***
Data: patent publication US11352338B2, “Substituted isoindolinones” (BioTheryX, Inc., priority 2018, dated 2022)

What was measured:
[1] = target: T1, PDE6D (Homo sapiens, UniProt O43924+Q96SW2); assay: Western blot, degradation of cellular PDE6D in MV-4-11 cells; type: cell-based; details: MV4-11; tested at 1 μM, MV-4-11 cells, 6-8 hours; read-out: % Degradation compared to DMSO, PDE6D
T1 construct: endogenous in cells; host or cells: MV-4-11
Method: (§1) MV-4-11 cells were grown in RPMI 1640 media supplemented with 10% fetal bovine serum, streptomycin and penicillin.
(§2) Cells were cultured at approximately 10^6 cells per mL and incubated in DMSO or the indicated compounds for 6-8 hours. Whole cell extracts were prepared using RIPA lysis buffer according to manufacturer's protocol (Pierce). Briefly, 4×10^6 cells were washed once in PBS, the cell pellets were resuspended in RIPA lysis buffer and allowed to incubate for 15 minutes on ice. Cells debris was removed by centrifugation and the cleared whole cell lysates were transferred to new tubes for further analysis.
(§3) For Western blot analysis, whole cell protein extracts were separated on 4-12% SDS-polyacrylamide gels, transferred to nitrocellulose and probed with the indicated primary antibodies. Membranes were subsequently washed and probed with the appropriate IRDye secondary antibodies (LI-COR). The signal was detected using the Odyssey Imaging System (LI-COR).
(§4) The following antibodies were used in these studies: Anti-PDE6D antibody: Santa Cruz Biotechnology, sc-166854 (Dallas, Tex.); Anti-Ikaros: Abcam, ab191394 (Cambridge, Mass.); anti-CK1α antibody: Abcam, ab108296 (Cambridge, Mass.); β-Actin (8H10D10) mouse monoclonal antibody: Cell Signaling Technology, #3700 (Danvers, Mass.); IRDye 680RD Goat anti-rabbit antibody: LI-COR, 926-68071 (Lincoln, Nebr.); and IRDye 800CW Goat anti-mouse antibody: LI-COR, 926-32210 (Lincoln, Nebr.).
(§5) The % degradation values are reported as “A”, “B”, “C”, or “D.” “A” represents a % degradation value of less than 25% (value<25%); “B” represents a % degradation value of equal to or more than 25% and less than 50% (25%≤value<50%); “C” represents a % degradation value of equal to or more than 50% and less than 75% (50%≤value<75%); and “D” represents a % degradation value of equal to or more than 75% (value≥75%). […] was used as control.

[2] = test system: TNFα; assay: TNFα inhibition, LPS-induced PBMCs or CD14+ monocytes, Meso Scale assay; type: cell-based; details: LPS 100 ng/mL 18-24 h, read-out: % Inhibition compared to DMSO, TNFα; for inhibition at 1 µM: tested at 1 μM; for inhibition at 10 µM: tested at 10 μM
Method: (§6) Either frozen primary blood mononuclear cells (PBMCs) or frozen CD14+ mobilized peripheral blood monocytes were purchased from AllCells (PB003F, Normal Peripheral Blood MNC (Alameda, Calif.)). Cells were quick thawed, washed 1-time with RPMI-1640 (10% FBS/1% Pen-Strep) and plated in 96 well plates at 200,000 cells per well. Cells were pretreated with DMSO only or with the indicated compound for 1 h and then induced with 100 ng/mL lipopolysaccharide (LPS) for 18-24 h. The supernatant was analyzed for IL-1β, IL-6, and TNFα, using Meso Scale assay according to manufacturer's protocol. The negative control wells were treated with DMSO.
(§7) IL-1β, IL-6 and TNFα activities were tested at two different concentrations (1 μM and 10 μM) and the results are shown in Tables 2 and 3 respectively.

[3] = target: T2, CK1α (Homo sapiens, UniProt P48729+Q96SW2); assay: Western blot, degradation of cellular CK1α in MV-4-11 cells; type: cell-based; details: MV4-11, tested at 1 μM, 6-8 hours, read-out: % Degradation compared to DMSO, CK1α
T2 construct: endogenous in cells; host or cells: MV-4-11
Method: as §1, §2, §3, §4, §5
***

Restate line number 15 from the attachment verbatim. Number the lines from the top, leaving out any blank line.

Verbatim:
Method: as §1, §2, §3, §4, §5